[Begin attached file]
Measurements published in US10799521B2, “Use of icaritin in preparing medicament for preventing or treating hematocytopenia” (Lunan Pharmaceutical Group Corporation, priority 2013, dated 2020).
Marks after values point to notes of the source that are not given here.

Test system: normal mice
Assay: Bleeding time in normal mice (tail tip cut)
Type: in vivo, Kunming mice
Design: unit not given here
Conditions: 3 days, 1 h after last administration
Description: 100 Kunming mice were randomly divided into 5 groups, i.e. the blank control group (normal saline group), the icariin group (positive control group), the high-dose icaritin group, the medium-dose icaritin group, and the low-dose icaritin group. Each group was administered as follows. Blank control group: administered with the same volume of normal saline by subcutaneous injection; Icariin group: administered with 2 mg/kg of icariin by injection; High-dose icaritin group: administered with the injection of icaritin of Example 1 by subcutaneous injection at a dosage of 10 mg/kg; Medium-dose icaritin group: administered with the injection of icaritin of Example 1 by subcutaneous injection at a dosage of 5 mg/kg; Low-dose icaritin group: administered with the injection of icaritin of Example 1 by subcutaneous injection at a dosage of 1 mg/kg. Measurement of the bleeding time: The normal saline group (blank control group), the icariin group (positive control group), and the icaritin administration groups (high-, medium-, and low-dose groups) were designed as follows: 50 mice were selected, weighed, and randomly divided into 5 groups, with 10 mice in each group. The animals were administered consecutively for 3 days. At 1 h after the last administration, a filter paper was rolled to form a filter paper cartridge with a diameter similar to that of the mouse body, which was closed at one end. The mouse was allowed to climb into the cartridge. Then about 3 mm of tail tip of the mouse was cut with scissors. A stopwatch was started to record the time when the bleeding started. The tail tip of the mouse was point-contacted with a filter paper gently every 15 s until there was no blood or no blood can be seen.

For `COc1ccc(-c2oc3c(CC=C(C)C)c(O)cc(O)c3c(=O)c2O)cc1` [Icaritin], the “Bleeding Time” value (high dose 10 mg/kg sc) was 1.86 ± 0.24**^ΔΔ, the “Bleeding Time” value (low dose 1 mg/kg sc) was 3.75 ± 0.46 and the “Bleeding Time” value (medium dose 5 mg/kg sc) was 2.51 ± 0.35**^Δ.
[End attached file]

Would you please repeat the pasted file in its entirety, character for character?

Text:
Measurements published in US10799521B2, “Use of icaritin in preparing medicament for preventing or treating hematocytopenia” (Lunan Pharmaceutical Group Corporation, priority 2013, dated 2020).
Marks after values point to notes of the source that are not given here.

Test system: normal mice
Assay: Bleeding time in normal mice (tail tip cut)
Type: in vivo, Kunming mice
Design: unit not given here
Conditions: 3 days, 1 h after last administration
Description: 100 Kunming mice were randomly divided into 5 groups, i.e. the blank control group (normal saline group), the icariin group (positive control group), the high-dose icaritin group, the medium-dose icaritin group, and the low-dose icaritin group. Each group was administered as follows. Blank control group: administered with the same volume of normal saline by subcutaneous injection; Icariin group: administered with 2 mg/kg of icariin by injection; High-dose icaritin group: administered with the injection of icaritin of Example 1 by subcutaneous injection at a dosage of 10 mg/kg; Medium-dose icaritin group: administered with the injection of icaritin of Example 1 by subcutaneous injection at a dosage of 5 mg/kg; Low-dose icaritin group: administered with the injection of icaritin of Example 1 by subcutaneous injection at a dosage of 1 mg/kg. Measurement of the bleeding time: The normal saline group (blank control group), the icariin group (positive control group), and the icaritin administration groups (high-, medium-, and low-dose groups) were designed as follows: 50 mice were selected, weighed, and randomly divided into 5 groups, with 10 mice in each group. The animals were administered consecutively for 3 days. At 1 h after the last administration, a filter paper was rolled to form a filter paper cartridge with a diameter similar to that of the mouse body, which was closed at one end. The mouse was allowed to climb into the cartridge. Then about 3 mm of tail tip of the mouse was cut with scissors. A stopwatch was started to record the time when the bleeding started. The tail tip of the mouse was point-contacted with a filter paper gently every 15 s until there was no blood or no blood can be seen.

For `COc1ccc(-c2oc3c(CC=C(C)C)c(O)cc(O)c3c(=O)c2O)cc1` [Icaritin], the “Bleeding Time” value (high dose 10 mg/kg sc) was 1.86 ± 0.24**^ΔΔ, the “Bleeding Time” value (low dose 1 mg/kg sc) was 3.75 ± 0.46 and the “Bleeding Time” value (medium dose 5 mg/kg sc) was 2.51 ± 0.35**^Δ.